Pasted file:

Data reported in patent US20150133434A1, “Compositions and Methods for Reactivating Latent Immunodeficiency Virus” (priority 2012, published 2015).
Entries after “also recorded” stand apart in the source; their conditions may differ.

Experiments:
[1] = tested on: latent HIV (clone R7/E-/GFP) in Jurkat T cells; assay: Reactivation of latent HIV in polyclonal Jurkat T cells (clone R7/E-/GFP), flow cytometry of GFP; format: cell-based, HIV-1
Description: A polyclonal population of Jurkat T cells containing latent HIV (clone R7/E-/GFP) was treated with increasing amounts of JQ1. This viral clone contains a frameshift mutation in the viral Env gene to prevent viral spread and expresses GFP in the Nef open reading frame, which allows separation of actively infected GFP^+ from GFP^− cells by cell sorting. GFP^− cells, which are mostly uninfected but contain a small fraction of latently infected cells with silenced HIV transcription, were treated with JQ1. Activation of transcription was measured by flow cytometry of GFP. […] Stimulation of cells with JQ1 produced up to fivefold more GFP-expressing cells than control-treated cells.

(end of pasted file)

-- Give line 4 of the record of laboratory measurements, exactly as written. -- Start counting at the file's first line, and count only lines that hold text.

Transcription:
[1] = tested on: latent HIV (clone R7/E-/GFP) in Jurkat T cells; assay: Reactivation of latent HIV in polyclonal Jurkat T cells (clone R7/E-/GFP), flow cytometry of GFP; format: cell-based, HIV-1